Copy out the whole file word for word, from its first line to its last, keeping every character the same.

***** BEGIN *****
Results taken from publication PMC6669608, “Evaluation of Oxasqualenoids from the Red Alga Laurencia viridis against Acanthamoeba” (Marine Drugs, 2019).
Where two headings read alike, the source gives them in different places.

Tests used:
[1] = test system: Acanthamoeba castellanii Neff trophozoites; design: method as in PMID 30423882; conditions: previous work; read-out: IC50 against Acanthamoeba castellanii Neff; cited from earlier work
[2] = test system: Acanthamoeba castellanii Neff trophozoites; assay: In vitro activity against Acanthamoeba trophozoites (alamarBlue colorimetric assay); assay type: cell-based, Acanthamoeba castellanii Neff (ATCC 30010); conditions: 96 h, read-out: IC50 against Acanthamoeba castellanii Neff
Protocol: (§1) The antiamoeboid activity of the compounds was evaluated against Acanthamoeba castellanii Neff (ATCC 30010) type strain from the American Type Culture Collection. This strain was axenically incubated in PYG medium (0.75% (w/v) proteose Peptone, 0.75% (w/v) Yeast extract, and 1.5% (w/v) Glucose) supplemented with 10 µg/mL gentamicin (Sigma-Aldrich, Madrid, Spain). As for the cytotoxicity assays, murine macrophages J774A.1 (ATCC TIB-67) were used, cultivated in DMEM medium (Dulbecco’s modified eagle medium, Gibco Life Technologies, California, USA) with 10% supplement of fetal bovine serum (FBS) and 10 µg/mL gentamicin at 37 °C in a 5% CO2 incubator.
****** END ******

Results taken from publication PMC6669608, “Evaluation of Oxasqualenoids from the Red Alga Laurencia viridis against Acanthamoeba” (Marine Drugs, 2019).
Where two headings read alike, the source gives them in different places.

Tests used:
[1] = test system: Acanthamoeba castellanii Neff trophozoites; design: method as in PMID 30423882; conditions: previous work; read-out: IC50 against Acanthamoeba castellanii Neff; cited from earlier work
[2] = test system: Acanthamoeba castellanii Neff trophozoites; assay: In vitro activity against Acanthamoeba trophozoites (alamarBlue colorimetric assay); assay type: cell-based, Acanthamoeba castellanii Neff (ATCC 30010); conditions: 96 h, read-out: IC50 against Acanthamoeba castellanii Neff
Protocol: (§1) The antiamoeboid activity of the compounds was evaluated against Acanthamoeba castellanii Neff (ATCC 30010) type strain from the American Type Culture Collection. This strain was axenically incubated in PYG medium (0.75% (w/v) proteose Peptone, 0.75% (w/v) Yeast extract, and 1.5% (w/v) Glucose) supplemented with 10 µg/mL gentamicin (Sigma-Aldrich, Madrid, Spain). As for the cytotoxicity assays, murine macrophages J774A.1 (ATCC TIB-67) were used, cultivated in DMEM medium (Dulbecco’s modified eagle medium, Gibco Life Technologies, California, USA) with 10% supplement of fetal bovine serum (FBS) and 10 µg/mL gentamicin at 37 °C in a 5% CO2 incubator.